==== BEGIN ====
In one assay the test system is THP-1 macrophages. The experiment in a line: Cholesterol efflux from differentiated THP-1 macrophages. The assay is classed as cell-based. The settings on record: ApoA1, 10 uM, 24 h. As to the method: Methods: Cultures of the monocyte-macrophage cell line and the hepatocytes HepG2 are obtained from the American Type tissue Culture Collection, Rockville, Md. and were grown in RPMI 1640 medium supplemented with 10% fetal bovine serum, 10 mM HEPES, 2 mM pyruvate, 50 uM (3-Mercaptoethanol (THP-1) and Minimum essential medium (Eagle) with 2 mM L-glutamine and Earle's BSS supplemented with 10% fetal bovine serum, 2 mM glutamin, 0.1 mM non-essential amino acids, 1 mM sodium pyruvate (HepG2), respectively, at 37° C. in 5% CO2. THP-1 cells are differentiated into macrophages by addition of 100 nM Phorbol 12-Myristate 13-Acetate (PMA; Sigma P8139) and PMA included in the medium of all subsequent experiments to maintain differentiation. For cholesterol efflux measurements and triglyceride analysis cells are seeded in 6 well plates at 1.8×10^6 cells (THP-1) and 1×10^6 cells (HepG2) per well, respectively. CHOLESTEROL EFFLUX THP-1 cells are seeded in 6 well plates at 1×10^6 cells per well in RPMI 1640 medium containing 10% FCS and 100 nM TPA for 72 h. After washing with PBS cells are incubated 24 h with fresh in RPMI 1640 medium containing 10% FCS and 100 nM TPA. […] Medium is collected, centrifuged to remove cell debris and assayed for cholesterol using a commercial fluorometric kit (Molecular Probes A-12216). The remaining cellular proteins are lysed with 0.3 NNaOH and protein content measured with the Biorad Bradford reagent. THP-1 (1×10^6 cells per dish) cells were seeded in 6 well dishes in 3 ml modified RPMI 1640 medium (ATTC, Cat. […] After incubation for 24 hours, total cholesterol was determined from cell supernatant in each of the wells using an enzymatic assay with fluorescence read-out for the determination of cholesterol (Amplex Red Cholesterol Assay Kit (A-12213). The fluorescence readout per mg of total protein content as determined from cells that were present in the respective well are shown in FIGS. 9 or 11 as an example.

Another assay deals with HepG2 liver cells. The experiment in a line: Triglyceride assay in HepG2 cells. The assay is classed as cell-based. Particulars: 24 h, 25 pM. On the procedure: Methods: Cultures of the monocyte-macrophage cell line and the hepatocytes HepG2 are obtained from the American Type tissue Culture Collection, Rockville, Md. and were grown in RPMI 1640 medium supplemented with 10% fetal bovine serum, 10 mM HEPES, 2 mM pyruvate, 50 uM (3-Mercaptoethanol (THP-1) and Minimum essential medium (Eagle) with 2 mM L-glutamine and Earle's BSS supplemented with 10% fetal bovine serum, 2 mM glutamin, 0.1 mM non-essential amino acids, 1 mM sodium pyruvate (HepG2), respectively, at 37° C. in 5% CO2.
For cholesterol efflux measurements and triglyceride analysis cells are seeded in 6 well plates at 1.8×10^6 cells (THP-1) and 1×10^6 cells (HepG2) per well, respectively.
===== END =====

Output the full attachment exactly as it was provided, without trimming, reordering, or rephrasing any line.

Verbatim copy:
In one assay the test system is THP-1 macrophages. The experiment in a line: Cholesterol efflux from differentiated THP-1 macrophages. The assay is classed as cell-based. The settings on record: ApoA1, 10 uM, 24 h. As to the method: Methods: Cultures of the monocyte-macrophage cell line and the hepatocytes HepG2 are obtained from the American Type tissue Culture Collection, Rockville, Md. and were grown in RPMI 1640 medium supplemented with 10% fetal bovine serum, 10 mM HEPES, 2 mM pyruvate, 50 uM (3-Mercaptoethanol (THP-1) and Minimum essential medium (Eagle) with 2 mM L-glutamine and Earle's BSS supplemented with 10% fetal bovine serum, 2 mM glutamin, 0.1 mM non-essential amino acids, 1 mM sodium pyruvate (HepG2), respectively, at 37° C. in 5% CO2. THP-1 cells are differentiated into macrophages by addition of 100 nM Phorbol 12-Myristate 13-Acetate (PMA; Sigma P8139) and PMA included in the medium of all subsequent experiments to maintain differentiation. For cholesterol efflux measurements and triglyceride analysis cells are seeded in 6 well plates at 1.8×10^6 cells (THP-1) and 1×10^6 cells (HepG2) per well, respectively. CHOLESTEROL EFFLUX THP-1 cells are seeded in 6 well plates at 1×10^6 cells per well in RPMI 1640 medium containing 10% FCS and 100 nM TPA for 72 h. After washing with PBS cells are incubated 24 h with fresh in RPMI 1640 medium containing 10% FCS and 100 nM TPA. […] Medium is collected, centrifuged to remove cell debris and assayed for cholesterol using a commercial fluorometric kit (Molecular Probes A-12216). The remaining cellular proteins are lysed with 0.3 NNaOH and protein content measured with the Biorad Bradford reagent. THP-1 (1×10^6 cells per dish) cells were seeded in 6 well dishes in 3 ml modified RPMI 1640 medium (ATTC, Cat. […] After incubation for 24 hours, total cholesterol was determined from cell supernatant in each of the wells using an enzymatic assay with fluorescence read-out for the determination of cholesterol (Amplex Red Cholesterol Assay Kit (A-12213). The fluorescence readout per mg of total protein content as determined from cells that were present in the respective well are shown in FIGS. 9 or 11 as an example.

Another assay deals with HepG2 liver cells. The experiment in a line: Triglyceride assay in HepG2 cells. The assay is classed as cell-based. Particulars: 24 h, 25 pM. On the procedure: Methods: Cultures of the monocyte-macrophage cell line and the hepatocytes HepG2 are obtained from the American Type tissue Culture Collection, Rockville, Md. and were grown in RPMI 1640 medium supplemented with 10% fetal bovine serum, 10 mM HEPES, 2 mM pyruvate, 50 uM (3-Mercaptoethanol (THP-1) and Minimum essential medium (Eagle) with 2 mM L-glutamine and Earle's BSS supplemented with 10% fetal bovine serum, 2 mM glutamin, 0.1 mM non-essential amino acids, 1 mM sodium pyruvate (HepG2), respectively, at 37° C. in 5% CO2.
For cholesterol efflux measurements and triglyceride analysis cells are seeded in 6 well plates at 1.8×10^6 cells (THP-1) and 1×10^6 cells (HepG2) per well, respectively.